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Defining France: Module Description

Defining France will introduce you to various forms of French writing that were vital to the development and expression of French culture, covering a range of forms and genres (theatre, the novel, the short story, the political pamphlet, the debate, poetry). It will also introduce to a number of different writing styles (comedy, satire, romance, tragedy, polemic). You do not need to worry if you have not studied this kind of material before arriving at Warwick: this is an introductory module.

Module aims and learning outcomes

Defining France will introduce you to French written sources from different periods of French culture from the Middle Ages to the 19th Century.

It will enable you develop the skills to interrogate the relationship between the formal and linguistic features of these sources and their cultural context (including the ability to analyse the relationship between text and image where appropriate)

It will help you develop the skills to use supporting (secondary) materials to build understanding of the cultural and historical context within which these different sources were constructed.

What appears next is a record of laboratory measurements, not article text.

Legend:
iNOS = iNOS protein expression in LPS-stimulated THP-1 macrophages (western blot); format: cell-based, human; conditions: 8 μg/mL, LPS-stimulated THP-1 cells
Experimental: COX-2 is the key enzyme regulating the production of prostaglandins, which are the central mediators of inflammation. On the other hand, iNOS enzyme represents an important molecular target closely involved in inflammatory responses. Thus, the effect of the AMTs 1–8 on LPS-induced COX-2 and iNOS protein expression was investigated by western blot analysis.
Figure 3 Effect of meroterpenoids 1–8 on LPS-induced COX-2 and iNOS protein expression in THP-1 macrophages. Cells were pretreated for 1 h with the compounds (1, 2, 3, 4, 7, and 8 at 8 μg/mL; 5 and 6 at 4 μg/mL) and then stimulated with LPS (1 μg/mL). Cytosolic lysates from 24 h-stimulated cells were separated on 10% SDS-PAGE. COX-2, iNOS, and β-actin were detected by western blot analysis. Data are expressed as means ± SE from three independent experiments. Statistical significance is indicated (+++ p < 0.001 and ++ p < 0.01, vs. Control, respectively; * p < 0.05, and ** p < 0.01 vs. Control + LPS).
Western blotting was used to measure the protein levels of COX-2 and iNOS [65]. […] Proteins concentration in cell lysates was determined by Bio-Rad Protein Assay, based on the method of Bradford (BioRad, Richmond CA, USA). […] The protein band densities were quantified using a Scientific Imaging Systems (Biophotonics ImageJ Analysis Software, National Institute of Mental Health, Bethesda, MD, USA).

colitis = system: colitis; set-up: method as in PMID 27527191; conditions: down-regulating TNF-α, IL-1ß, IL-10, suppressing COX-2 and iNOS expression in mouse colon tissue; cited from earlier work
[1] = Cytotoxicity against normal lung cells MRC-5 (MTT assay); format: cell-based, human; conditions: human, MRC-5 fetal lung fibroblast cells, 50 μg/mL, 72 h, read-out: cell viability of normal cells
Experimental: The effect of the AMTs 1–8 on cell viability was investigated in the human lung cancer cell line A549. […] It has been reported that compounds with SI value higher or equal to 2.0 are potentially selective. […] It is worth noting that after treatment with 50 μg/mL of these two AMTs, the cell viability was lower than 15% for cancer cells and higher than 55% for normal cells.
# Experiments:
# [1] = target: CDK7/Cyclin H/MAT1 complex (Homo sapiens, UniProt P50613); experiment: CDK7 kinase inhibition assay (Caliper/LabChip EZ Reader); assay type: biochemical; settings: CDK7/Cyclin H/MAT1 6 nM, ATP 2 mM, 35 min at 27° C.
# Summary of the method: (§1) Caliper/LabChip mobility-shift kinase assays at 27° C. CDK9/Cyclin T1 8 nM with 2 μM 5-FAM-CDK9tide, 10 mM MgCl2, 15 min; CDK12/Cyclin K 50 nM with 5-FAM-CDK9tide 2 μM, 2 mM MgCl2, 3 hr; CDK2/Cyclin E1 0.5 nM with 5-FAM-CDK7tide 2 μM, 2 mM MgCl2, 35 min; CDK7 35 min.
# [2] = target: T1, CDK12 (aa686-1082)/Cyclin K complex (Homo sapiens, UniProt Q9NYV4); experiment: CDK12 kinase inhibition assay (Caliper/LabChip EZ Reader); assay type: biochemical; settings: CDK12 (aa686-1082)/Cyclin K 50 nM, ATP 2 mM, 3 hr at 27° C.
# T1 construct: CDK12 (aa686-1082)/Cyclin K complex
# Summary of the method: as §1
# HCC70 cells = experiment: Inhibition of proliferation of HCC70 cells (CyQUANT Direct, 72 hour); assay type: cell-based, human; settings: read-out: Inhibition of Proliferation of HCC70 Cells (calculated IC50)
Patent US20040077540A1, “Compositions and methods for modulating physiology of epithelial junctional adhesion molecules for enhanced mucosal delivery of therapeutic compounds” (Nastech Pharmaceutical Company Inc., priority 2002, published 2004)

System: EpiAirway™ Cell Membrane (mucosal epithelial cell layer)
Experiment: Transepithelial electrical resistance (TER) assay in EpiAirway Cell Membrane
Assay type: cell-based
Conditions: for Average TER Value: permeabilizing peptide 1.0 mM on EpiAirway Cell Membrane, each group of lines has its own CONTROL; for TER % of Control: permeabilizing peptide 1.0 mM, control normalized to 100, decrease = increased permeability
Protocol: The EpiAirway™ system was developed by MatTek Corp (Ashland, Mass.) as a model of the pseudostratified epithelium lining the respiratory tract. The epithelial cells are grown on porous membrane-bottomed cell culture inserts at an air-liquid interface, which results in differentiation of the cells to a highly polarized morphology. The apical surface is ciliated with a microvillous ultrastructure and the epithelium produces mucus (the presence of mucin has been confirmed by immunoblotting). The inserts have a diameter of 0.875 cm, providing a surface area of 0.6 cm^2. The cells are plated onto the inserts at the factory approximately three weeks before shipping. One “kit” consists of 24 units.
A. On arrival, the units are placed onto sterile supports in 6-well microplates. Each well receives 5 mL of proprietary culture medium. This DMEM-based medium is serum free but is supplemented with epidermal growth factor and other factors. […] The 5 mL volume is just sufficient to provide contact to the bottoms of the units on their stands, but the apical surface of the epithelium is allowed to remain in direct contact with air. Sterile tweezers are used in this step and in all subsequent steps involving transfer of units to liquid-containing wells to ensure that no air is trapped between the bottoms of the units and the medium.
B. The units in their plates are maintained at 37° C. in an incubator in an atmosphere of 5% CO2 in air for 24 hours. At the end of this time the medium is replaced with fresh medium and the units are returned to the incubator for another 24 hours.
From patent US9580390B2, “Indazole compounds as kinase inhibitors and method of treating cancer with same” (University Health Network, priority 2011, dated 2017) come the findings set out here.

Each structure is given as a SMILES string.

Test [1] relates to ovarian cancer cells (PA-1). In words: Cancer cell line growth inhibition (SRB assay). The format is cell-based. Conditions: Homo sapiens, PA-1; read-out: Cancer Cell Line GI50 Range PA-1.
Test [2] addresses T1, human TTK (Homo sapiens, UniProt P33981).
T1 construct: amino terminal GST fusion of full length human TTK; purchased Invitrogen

In thinking about our chosen sources, we will think particularly about the following:
  • why certain forms are used by writers at particular moments in France's cultural history
  • how those forms shape the ideas and interests of their readers and authors
  • how the 'technology of textual production' (writing and circulating manuscripts; using the printing press; building theatres and so on...) influences the form and content of our sources
  • what this tells us about French culture across the ages and into the present
Tuition arrangements

Defining France is taught through a combination of lectures and seminars (one a week each)

  • 1 piece of summative (assessed) coursework at the end of terms 1 and 2 (= 2 pieces in all, which will count for 40% of your overall mark for the module)
  • I exam of 2 hours to be sat in the summer term.
  • other short formative (non-assessed) pieces


rev print

Christine de Pizan